Finally(!), oak trees are changing en masse, with bold orange and rust-colored tones dominate the landscape at our elevation of 2,300 feet in the North Carolina mountains. This will be our final fall color report for 2016, and it’s been a beautiful fall season.
Mother Nature has been very kind to us this fall season, with bright foliage and a very gradual changing of the leaves this year (pretty typical for western North Carolina). We’re fortunate that we’ll likely be seeing fall color, even past peak, well into the month of November.
Here are our final suggestions for hiking trails to capture the last bits of fall color as we head into late fall, keeping with this year’s fall color report theme of three hiking categories:
Fall Color Waterfall: For a late fall color show, head east of the Inn on Mill Creek to Toms Creek Falls in Marion. You’ll definitely have some leaf-crunching on the trail, but the area has lots of late changing maples and oaks to provide a pretty backdrop for the waterfall. Plus, trail improvements and the construction of a viewing platform have made this already fairly easy trail even better for hikers of all skill levels. Do note that our area has been in a drought over the past several weeks, and this is one waterfall that may not look as “full” due to dry conditions. Still a great hike.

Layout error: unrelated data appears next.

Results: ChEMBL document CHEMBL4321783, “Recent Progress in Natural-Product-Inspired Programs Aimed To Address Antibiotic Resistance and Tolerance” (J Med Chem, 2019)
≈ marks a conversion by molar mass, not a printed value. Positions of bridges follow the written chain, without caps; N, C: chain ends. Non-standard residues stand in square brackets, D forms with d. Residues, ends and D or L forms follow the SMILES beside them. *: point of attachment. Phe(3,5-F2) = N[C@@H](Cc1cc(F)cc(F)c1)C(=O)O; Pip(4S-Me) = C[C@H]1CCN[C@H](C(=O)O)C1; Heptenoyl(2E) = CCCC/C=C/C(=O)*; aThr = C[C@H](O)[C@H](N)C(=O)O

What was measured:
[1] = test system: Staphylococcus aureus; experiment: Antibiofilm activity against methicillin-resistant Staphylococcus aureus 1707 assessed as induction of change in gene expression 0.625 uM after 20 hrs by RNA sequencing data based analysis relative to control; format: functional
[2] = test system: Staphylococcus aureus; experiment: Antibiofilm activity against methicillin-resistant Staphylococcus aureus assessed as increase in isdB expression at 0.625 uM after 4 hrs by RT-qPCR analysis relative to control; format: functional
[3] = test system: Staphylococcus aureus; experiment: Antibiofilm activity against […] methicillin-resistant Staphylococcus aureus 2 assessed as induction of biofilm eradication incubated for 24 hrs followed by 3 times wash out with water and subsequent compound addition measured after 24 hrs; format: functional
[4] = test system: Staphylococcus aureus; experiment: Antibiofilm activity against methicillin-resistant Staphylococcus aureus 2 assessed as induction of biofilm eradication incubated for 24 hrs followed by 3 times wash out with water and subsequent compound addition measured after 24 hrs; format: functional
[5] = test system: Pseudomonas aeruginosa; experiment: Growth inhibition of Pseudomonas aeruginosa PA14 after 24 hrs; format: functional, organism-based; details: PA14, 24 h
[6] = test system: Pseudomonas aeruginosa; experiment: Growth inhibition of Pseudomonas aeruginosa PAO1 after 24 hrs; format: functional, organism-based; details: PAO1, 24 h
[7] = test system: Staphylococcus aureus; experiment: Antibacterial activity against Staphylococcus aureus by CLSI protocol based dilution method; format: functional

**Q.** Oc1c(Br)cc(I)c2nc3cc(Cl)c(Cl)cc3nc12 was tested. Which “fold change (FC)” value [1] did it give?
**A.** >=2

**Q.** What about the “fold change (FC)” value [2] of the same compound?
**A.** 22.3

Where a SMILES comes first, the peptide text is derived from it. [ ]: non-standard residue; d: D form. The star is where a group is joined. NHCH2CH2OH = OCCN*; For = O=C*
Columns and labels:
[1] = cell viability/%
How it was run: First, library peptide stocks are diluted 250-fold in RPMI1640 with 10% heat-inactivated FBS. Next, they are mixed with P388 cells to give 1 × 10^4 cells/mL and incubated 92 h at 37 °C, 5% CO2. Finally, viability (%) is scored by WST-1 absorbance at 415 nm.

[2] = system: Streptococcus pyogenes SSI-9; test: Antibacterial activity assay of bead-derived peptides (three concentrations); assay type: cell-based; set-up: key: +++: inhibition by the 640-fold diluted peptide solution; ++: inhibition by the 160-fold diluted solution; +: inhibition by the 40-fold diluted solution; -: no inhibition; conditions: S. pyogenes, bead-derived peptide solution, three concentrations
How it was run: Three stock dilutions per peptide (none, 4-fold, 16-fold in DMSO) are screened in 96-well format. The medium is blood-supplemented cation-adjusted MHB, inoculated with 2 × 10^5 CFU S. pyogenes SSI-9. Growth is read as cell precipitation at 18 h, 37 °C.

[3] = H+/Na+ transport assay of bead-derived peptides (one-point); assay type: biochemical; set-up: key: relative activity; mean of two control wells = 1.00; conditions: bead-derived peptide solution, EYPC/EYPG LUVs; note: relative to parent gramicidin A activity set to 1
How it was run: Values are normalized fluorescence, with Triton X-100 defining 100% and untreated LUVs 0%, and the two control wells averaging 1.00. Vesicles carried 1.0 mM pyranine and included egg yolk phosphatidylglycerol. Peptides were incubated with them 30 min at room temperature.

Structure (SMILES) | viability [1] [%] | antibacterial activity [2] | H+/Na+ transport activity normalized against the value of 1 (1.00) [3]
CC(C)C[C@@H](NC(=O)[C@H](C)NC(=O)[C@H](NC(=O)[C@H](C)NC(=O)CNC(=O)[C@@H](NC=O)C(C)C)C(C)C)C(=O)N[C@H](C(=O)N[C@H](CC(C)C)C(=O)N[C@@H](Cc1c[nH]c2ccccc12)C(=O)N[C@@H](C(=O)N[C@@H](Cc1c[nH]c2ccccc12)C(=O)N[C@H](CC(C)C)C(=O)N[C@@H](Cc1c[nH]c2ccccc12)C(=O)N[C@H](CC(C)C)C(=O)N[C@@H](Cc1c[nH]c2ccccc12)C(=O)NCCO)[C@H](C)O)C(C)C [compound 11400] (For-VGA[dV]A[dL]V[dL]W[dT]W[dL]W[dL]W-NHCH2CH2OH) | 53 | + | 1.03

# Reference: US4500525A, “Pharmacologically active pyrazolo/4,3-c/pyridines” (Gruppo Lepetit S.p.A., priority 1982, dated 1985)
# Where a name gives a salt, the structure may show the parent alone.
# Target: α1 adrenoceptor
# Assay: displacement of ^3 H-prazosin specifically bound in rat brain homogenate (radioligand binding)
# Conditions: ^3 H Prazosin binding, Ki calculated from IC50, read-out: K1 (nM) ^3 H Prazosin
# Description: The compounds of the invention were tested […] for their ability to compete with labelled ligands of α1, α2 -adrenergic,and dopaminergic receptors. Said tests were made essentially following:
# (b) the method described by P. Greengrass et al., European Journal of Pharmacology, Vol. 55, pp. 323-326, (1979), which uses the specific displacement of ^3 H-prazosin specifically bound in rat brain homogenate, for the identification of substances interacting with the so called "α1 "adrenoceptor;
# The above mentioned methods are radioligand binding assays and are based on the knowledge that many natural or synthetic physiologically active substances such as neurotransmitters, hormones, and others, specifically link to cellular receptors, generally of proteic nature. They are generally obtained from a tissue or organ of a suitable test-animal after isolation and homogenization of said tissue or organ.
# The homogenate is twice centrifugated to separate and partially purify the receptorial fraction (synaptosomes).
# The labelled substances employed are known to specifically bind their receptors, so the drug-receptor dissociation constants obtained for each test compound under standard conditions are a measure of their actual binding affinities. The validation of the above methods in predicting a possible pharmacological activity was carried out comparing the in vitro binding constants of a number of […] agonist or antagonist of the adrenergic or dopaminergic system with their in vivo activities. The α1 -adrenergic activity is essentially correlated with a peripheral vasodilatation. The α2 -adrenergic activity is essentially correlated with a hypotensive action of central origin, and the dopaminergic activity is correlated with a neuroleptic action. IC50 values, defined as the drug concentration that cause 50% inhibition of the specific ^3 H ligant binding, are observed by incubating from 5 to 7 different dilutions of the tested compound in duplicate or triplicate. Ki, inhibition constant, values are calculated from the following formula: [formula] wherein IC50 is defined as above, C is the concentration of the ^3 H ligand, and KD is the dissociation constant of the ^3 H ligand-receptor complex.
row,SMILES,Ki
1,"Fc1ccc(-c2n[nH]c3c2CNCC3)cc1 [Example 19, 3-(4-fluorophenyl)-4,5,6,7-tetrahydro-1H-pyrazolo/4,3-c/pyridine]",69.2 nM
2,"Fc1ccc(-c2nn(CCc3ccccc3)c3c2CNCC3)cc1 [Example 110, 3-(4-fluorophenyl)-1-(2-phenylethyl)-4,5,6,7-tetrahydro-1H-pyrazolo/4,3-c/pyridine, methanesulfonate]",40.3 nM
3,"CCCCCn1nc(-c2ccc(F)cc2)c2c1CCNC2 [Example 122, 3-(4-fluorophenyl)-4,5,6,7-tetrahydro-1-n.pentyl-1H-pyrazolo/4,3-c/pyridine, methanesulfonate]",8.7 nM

Walk in the Woods: Head to Montreat, the small community that borders the town of Black Mountain to the north (about 15 minutes from the Inn on Mill Creek) and venture into the woods on the Sanctuary Trail, a short nature walk near the trail head to Graybeard Trail. The 0.3-mile Sanctuary Trail is part of a small wildlife sanctuary in Montreat and takes you past a peaceful stream along a short gorge, connecting with two other wooded trails.
To a View: Since it’s late in the season and expansive views of fall color are harder to come by, we’re going to cheat… our suggestion for a beautiful view in November is Biltmore Estate in Asheville. Biltmore House itself is gorgeous, yes, but the view from the Loggia — the balcony off the main first floor hall of Biltmore House — of the area of the estate called the Deer Park is striking, especially in the fall. There is an entrance fee for Biltmore Estate; our guests can purchase tickets right here at the Inn on Mill Creek at a nice discount and the tickets can be used the following day at no extra charge so you can take in the view times two.